N2 - OBJECTIVES: To report two cases of adverse reaction after mucosal hyaluronan (HY) injection around implant-supported crowns, with the aim to augment the missing interdental papilla.MATERIAL AND METHODS: Two patients with single, non-neighbouring, implants in the anterior maxilla, who were treated within the frames of a randomized controlled clinical trial testing the effectiveness of HY gel injection to reconstruct missing papilla volume at single implants, presented an adverse reaction. Injection of HY was performed bilaterally using a 3-step technique: (i) creation of a reservoir in the mucosa directly above the mucogingival junction, (ii) injection into the attached gingiva/mucosa below the missing papilla, and (iii) injection 2-3 mm apically to the papilla tip. The whole-injection session was repeated once after approximately 4 weeks.RESULTS: Both patients presented with swelling and extreme tenderness with a burning sensation on the lip next to the injection area, after the second injection session. In one of the cases, a net-like skin discoloration (livedo reticularis) was also noted. The symptoms lasted for up to 7 days, and in both cases, symptoms resolved without any signs of skin or mucosal necrosis or any permanent damage.CONCLUSION: Most likely, water attraction over time by the highly hygroscopic HY, exerted progressively an external vascular compression and at least partial occlusion of neighbouring blood vessels. An infection or an allergic reaction seems unlikely, since all symptoms gradually disappeared within a week irrespective use of antimicrobials, while an allergic reaction most likely would not have been restricted to one side.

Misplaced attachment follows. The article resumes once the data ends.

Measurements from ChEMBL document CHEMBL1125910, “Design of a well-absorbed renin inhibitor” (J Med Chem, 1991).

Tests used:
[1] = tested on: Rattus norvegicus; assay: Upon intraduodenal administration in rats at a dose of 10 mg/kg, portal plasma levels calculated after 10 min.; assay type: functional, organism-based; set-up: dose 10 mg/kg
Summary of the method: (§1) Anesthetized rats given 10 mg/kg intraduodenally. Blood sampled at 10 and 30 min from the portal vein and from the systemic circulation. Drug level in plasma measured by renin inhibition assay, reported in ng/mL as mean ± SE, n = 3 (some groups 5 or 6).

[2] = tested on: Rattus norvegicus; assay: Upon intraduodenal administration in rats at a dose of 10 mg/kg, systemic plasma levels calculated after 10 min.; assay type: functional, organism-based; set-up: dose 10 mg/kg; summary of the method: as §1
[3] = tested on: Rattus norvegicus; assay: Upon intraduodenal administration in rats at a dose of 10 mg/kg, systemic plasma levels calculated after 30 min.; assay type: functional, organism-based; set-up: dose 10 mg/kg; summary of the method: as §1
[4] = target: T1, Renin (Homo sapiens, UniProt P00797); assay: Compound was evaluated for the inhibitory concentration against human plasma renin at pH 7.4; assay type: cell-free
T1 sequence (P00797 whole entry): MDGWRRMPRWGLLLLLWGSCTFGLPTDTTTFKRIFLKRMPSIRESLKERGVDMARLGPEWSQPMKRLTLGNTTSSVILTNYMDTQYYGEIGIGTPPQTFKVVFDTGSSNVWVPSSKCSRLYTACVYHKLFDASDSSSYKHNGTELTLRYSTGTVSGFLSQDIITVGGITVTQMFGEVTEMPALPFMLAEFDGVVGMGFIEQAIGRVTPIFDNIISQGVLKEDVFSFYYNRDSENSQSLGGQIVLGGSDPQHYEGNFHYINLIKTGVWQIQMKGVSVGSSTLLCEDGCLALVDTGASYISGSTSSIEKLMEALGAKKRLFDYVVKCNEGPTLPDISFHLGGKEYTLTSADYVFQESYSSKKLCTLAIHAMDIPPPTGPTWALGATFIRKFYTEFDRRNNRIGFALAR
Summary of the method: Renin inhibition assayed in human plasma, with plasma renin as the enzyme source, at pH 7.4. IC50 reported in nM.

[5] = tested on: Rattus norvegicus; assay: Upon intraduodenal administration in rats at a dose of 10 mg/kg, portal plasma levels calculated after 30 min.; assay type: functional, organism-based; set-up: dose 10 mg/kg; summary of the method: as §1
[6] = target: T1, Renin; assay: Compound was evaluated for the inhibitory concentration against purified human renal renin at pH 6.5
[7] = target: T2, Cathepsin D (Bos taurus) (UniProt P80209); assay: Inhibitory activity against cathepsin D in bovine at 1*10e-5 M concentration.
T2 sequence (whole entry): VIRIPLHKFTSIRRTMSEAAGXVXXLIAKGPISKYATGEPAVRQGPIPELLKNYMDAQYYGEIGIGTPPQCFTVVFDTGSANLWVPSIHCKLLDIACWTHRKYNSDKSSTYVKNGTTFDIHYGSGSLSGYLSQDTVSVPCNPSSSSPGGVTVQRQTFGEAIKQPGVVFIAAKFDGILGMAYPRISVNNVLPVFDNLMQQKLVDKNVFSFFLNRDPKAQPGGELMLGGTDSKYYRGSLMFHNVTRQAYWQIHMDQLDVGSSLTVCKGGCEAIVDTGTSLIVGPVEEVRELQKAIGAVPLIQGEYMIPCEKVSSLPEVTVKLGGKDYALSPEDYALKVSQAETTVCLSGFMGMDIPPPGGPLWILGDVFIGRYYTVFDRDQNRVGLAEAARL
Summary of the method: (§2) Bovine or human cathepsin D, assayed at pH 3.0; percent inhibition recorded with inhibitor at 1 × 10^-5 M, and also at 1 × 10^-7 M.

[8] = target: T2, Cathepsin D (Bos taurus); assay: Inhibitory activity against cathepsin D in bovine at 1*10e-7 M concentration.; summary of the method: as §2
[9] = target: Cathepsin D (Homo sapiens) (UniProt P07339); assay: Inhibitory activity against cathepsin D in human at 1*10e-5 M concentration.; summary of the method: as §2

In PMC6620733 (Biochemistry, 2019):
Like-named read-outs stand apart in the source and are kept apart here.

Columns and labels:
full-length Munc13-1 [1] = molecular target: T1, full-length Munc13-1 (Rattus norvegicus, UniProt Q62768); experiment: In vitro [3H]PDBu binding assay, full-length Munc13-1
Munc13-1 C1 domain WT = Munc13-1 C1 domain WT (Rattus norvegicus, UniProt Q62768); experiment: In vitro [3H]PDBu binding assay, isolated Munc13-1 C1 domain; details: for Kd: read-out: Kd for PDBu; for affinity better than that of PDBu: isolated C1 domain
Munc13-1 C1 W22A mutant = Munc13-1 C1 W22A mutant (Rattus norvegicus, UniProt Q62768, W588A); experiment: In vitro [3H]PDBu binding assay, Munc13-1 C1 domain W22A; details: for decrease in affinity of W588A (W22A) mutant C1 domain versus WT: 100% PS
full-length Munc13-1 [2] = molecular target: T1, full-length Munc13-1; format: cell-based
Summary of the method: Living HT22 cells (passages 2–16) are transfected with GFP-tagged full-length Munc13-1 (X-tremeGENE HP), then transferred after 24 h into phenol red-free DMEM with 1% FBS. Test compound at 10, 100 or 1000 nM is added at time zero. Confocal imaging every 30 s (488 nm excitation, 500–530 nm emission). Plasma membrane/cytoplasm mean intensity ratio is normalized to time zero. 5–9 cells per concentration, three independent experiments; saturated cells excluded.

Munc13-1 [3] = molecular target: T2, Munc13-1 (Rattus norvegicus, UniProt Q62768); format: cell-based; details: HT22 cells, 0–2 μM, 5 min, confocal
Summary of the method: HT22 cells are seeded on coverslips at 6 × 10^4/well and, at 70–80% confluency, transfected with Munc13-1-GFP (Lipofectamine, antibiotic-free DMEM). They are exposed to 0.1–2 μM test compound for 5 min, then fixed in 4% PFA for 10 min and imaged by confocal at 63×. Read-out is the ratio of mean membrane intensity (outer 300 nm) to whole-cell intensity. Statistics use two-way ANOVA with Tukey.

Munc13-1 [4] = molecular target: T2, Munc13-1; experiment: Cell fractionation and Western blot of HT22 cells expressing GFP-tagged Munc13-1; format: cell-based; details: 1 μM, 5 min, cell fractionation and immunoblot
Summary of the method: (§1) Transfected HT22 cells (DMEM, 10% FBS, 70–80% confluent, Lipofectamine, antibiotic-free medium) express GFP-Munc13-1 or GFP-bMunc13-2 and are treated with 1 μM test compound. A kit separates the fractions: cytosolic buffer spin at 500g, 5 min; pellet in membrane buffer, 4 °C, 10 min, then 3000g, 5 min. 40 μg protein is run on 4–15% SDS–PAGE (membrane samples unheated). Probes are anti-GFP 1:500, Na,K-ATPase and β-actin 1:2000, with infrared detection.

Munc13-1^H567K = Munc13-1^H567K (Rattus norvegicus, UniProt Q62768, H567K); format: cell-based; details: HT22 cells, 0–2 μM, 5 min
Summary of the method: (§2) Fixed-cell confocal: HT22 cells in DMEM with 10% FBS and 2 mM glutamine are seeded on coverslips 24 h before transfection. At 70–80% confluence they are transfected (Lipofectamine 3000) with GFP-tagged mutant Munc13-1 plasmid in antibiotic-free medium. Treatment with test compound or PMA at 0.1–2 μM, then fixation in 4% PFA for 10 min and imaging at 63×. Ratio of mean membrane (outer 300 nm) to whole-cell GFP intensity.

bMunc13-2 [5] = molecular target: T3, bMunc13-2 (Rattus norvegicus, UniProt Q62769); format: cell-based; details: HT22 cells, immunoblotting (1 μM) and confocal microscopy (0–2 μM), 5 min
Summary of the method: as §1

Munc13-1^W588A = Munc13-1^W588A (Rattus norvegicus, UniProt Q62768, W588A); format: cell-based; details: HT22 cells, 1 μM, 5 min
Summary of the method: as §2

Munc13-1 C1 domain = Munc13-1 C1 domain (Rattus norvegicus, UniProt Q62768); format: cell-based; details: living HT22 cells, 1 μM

AB - OBJECTIVES: To report two cases of adverse reaction after mucosal hyaluronan (HY) injection around implant-supported crowns, with the aim to augment the missing interdental papilla.MATERIAL AND METHODS: Two patients with single, non-neighbouring, implants in the anterior maxilla, who were treated within the frames of a randomized controlled clinical trial testing the effectiveness of HY gel injection to reconstruct missing papilla volume at single implants, presented an adverse reaction. Injection of HY was performed bilaterally using a 3-step technique: (i) creation of a reservoir in the mucosa directly above the mucogingival junction, (ii) injection into the attached gingiva/mucosa below the missing papilla, and (iii) injection 2-3 mm apically to the papilla tip. The whole-injection session was repeated once after approximately 4 weeks.RESULTS: Both patients presented with swelling and extreme tenderness with a burning sensation on the lip next to the injection area, after the second injection session. In one of the cases, a net-like skin discoloration (livedo reticularis) was also noted. The symptoms lasted for up to 7 days, and in both cases, symptoms resolved without any signs of skin or mucosal necrosis or any permanent damage.CONCLUSION: Most likely, water attraction over time by the highly hygroscopic HY, exerted progressively an external vascular compression and at least partial occlusion of neighbouring blood vessels. An infection or an allergic reaction seems unlikely, since all symptoms gradually disappeared within a week irrespective use of antimicrobials, while an allergic reaction most likely would not have been restricted to one side.

KW - Case Reports

U2 - 10.1111/clr.12892

DO - 10.1111/clr.12892

M3 - Journal article

VL - 28

SP - 871

EP - 876

JO - Clinical Oral Implants Research

JF - Clinical Oral Implants Research

SN - 0905-7161

IS - 7

ER -

ID: 52736260